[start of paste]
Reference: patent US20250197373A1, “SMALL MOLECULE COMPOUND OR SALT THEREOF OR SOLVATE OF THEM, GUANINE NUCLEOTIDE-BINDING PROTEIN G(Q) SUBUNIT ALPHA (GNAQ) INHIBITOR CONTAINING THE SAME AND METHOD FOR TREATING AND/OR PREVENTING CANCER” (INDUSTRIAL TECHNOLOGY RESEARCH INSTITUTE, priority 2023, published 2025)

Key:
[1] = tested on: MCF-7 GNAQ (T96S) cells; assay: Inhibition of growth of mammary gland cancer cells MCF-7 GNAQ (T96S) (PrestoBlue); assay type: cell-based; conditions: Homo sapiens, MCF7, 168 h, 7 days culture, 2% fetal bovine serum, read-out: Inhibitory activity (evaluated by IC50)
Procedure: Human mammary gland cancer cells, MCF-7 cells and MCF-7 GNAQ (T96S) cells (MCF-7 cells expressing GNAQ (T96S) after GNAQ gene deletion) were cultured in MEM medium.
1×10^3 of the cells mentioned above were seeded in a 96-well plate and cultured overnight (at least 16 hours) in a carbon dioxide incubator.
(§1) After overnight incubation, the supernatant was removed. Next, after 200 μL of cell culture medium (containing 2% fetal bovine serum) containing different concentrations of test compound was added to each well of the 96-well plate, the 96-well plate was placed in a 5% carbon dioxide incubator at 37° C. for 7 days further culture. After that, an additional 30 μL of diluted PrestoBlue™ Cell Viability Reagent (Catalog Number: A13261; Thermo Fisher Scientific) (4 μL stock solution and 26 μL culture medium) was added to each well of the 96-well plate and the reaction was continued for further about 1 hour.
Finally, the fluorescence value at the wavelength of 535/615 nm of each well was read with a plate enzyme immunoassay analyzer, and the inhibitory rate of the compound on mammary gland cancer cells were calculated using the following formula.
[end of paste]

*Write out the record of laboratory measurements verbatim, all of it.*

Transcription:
Reference: patent US20250197373A1, “SMALL MOLECULE COMPOUND OR SALT THEREOF OR SOLVATE OF THEM, GUANINE NUCLEOTIDE-BINDING PROTEIN G(Q) SUBUNIT ALPHA (GNAQ) INHIBITOR CONTAINING THE SAME AND METHOD FOR TREATING AND/OR PREVENTING CANCER” (INDUSTRIAL TECHNOLOGY RESEARCH INSTITUTE, priority 2023, published 2025)

Key:
[1] = tested on: MCF-7 GNAQ (T96S) cells; assay: Inhibition of growth of mammary gland cancer cells MCF-7 GNAQ (T96S) (PrestoBlue); assay type: cell-based; conditions: Homo sapiens, MCF7, 168 h, 7 days culture, 2% fetal bovine serum, read-out: Inhibitory activity (evaluated by IC50)
Procedure: Human mammary gland cancer cells, MCF-7 cells and MCF-7 GNAQ (T96S) cells (MCF-7 cells expressing GNAQ (T96S) after GNAQ gene deletion) were cultured in MEM medium.
1×10^3 of the cells mentioned above were seeded in a 96-well plate and cultured overnight (at least 16 hours) in a carbon dioxide incubator.
(§1) After overnight incubation, the supernatant was removed. Next, after 200 μL of cell culture medium (containing 2% fetal bovine serum) containing different concentrations of test compound was added to each well of the 96-well plate, the 96-well plate was placed in a 5% carbon dioxide incubator at 37° C. for 7 days further culture. After that, an additional 30 μL of diluted PrestoBlue™ Cell Viability Reagent (Catalog Number: A13261; Thermo Fisher Scientific) (4 μL stock solution and 26 μL culture medium) was added to each well of the 96-well plate and the reaction was continued for further about 1 hour.
Finally, the fluorescence value at the wavelength of 535/615 nm of each well was read with a plate enzyme immunoassay analyzer, and the inhibitory rate of the compound on mammary gland cancer cells were calculated using the following formula.